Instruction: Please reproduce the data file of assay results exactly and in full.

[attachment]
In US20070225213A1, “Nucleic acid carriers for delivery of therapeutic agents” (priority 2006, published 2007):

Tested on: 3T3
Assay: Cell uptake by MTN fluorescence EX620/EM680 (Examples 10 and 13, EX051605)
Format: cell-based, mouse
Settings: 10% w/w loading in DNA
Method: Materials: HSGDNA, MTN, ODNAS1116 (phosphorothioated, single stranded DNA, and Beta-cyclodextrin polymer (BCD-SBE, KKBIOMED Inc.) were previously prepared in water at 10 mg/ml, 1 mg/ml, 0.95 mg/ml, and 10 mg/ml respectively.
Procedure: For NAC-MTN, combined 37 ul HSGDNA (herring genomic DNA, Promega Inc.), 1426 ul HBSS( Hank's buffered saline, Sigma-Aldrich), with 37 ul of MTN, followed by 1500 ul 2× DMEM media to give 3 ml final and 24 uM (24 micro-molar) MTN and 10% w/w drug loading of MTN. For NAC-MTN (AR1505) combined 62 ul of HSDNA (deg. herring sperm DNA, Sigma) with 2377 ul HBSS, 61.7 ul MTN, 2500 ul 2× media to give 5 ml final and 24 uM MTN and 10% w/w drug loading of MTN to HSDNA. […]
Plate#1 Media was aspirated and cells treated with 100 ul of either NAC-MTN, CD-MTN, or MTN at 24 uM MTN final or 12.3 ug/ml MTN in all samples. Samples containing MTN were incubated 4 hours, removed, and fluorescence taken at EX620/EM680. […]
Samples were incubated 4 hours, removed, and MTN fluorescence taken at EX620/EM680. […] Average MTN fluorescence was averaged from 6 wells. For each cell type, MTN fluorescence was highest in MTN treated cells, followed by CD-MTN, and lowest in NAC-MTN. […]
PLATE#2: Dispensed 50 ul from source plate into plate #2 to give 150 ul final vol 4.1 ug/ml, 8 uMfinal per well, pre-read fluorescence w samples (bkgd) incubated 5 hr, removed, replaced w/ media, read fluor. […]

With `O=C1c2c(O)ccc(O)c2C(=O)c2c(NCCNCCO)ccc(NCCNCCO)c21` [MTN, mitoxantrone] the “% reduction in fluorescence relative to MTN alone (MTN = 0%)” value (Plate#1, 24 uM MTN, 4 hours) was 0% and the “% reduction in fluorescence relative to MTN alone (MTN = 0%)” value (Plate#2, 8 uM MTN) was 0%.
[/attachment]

In US20070225213A1, “Nucleic acid carriers for delivery of therapeutic agents” (priority 2006, published 2007):

Tested on: 3T3
Assay: Cell uptake by MTN fluorescence EX620/EM680 (Examples 10 and 13, EX051605)
Format: cell-based, mouse
Settings: 10% w/w loading in DNA
Method: Materials: HSGDNA, MTN, ODNAS1116 (phosphorothioated, single stranded DNA, and Beta-cyclodextrin polymer (BCD-SBE, KKBIOMED Inc.) were previously prepared in water at 10 mg/ml, 1 mg/ml, 0.95 mg/ml, and 10 mg/ml respectively.
Procedure: For NAC-MTN, combined 37 ul HSGDNA (herring genomic DNA, Promega Inc.), 1426 ul HBSS( Hank's buffered saline, Sigma-Aldrich), with 37 ul of MTN, followed by 1500 ul 2× DMEM media to give 3 ml final and 24 uM (24 micro-molar) MTN and 10% w/w drug loading of MTN. For NAC-MTN (AR1505) combined 62 ul of HSDNA (deg. herring sperm DNA, Sigma) with 2377 ul HBSS, 61.7 ul MTN, 2500 ul 2× media to give 5 ml final and 24 uM MTN and 10% w/w drug loading of MTN to HSDNA. […]
Plate#1 Media was aspirated and cells treated with 100 ul of either NAC-MTN, CD-MTN, or MTN at 24 uM MTN final or 12.3 ug/ml MTN in all samples. Samples containing MTN were incubated 4 hours, removed, and fluorescence taken at EX620/EM680. […]
Samples were incubated 4 hours, removed, and MTN fluorescence taken at EX620/EM680. […] Average MTN fluorescence was averaged from 6 wells. For each cell type, MTN fluorescence was highest in MTN treated cells, followed by CD-MTN, and lowest in NAC-MTN. […]
PLATE#2: Dispensed 50 ul from source plate into plate #2 to give 150 ul final vol 4.1 ug/ml, 8 uMfinal per well, pre-read fluorescence w samples (bkgd) incubated 5 hr, removed, replaced w/ media, read fluor. […]

With `O=C1c2c(O)ccc(O)c2C(=O)c2c(NCCNCCO)ccc(NCCNCCO)c21` [MTN, mitoxantrone] the “% reduction in fluorescence relative to MTN alone (MTN = 0%)” value (Plate#1, 24 uM MTN, 4 hours) was 0% and the “% reduction in fluorescence relative to MTN alone (MTN = 0%)” value (Plate#2, 8 uM MTN) was 0%.